In early January I answered a phone call, though I’m always suspicious of telemarketers. The human on the other end politely introduced themselves and said they were interested in interviewing me for a podcast segment on genealogy. Ok, they had my interest, and I decreased my apprehension. They explained the interview would only be five minutes long and pre-prepared questions would be sent. That sounded easy enough, so I agreed to participate for free publicity. I asked how they had found me and was told they had a team of people contacting genealogists.

I asked a few genealogy friends if they knew about this podcast. Some had gotten a voicemail but hadn’t returned the call. Some said it seemed like a legitimate podcast. It didn’t seem like I had anything to lose.

I gave my short interview on Friday, 6 January 2023 at 6:37 am. This was the only spot they had available, but I’m usually up early anyway. You can listen to the podcast here –

I’d written out answers to their questions, so I was feeling ready to maximize these short minutes. They called at the appointed time and I thought I performed well. I didn’t know if this experience would help my business in the least, how many people would be listening in the early morning, or how people would find the spot later. Maybe nothing would ever come of this, but I was willing to be experimental.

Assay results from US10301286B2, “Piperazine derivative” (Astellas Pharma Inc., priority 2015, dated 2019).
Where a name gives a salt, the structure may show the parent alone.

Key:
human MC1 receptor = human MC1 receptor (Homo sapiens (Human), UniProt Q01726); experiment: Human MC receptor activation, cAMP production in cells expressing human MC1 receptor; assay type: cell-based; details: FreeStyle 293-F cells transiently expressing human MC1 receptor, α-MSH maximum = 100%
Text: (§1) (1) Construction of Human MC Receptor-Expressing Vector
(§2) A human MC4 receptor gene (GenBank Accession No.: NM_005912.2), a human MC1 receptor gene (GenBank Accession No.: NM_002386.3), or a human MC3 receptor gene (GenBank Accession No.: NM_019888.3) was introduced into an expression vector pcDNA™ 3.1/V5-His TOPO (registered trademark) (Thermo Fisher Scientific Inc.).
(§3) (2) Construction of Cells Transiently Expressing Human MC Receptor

The Next call

The following Tuesday, my phone rang with the caller ID showing “Meet the Elite,” so I answered it again. A nice woman named Stephanie was very complimentary about my performance during the five-minute interview. She said I was well-spoken and professional. There had been people contacting the network asking to reach me. Stephanie asked for permission to share my contact details. I said of course, but the contact information had already been shared in the podcast. This should have been red flag number one.

She went on to say that I had rated a 9.2 out of 10. This score was based on clarity, interest, tone, delivery, and a long list of rattled-off criteria. I was feeling very good about myself. People really liked what I said. Cool! Stephanie told me that since I had scored so highly, the network wanted me back for a 30-minute segment to talk about genealogy. Ok, I was open to doing that. In my head, I started thinking of what I might say.

In fact, the network was so interested in me that they were willing to set up ten 30-minute interviews with a celebrity interviewer. These ten podcasts would be repeated 20 times on Spotify, Amazon, and another list of rattled-off platforms. So really, I would have 200 shows aired in one month. Wow, where was this going? I started feeling a bit overwhelmed. What would I talk about for ten 30-minute segments? But sure, I’d be willing to give it a try, and develop some talking points.

At one point in the conversation, I asked how many people had listened to the podcast. She gave a complicated answer about networks, and multiple platforms, but essentially it would be impossible to know how many people listened. This was red flag number two. If they can’t tell how many people listened, then how do they know I rated at a 9.2?

Stephanie said the network was looking for one representative in each state to represent their field. Becoming the genealogy representative for California was open to me if I wanted it. Then she said they’d be willing to throw in billboards and kiosk advertising for my business. What?! What genealogist needs a billboard? Who qualified me to represent all of California? This call was getting ridiculous. What was it actually about?